Plastic vs bioplastic: how long do they persist in the environment?
Plastic, as useful as it is harmful, is perhaps the most evident expression of the climatic problems related to the sphere of consumption. Bioplastic
Its versatility has made this material an indispensable element of our daily life but at the same time it is contributing in an important way to the degradation of the environment; especially when dispersed in the environment. In fact, its degradation process can last from 20 to 450 years!
In response to the numerous consequences for the environment, some alternatives to this material have been developed, including bioplastics. But are we sure that quesat is the right answer?
The persistence of bioplastic in the environment
According to a recent study, if dispersed in the environment, even bioplastics have very long degradation times, comparable to those of non-bio plastic materials. This is demonstrated by the results of an innovative experiment conducted jointly by the National Research Council involving several Italian scientific institutes.
The study, published in Polymers, looked at the long-term behavior of different types of virgin plastic granules used to make everyday objects.
Two polymers most used in plastic objects (HDPE and PP) and two biodegradable plastic polymers (PLA and PBAT) were compared; verifying the degree of aging and degradation respectively in sea water and sand. In both environments, over six months of observation, neither traditional nor bio polymers showed significant degradation.
The observation of the samples, together with the outcome of chemical, spectroscopic and thermal analyses, shows that in the natural environment bioplastics have much longer degradation times than those that occur in industrial composting conditions.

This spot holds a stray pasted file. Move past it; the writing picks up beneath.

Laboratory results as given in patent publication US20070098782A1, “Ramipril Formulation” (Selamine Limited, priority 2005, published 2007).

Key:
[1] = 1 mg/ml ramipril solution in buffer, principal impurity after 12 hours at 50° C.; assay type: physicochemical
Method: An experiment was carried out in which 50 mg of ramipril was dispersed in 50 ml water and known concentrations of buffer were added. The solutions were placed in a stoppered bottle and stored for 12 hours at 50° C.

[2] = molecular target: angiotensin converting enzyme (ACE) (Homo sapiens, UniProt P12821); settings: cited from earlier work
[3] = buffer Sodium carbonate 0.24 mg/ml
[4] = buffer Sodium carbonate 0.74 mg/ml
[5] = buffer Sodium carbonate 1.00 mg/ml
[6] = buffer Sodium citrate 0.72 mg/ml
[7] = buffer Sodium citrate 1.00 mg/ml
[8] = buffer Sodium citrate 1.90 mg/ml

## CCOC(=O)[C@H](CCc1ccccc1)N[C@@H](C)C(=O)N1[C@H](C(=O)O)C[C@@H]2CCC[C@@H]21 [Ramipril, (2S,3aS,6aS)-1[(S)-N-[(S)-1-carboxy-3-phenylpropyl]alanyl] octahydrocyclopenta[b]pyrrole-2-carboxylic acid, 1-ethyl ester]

The experiment, to date the first of its kind carried out entirely in situ, used for the experimental set up the multiparametric environmental monitoring platform “Stazione Costiera del Lab Mare” located 10 meters deep in the Bay of Santa Teresa in the Gulf of La Spezia, carried out as part of the Laboratorio Mare project of the Ligurian District for marine technologies.
Anyway, the experiment is still ongoing and will end in 2023.
Bioplastics: awareness of environmental risks
“Given the very high diffusion of these materials, it is important to be aware of the environmental risks that the use of bioplastic poses, if dispersed or not properly conferred for disposal. It is necessary to inform correctly”, explains the researcher Silvia Merlino of the Cnr-Ismar of Lerici (La Spezia), coordinator of the project.
“This study highlights the importance of correct information about biodegradable plastics; especially after the stop to disposable plastic in force in Italy from January 2021 in implementation of the European directive ‘Single use plastic’; which has led to the progressive marketing of single-use biodegradable plastic products, such as the polymers examined”; adds Marina Locritani, INGV researcher and co-coordinator of the study.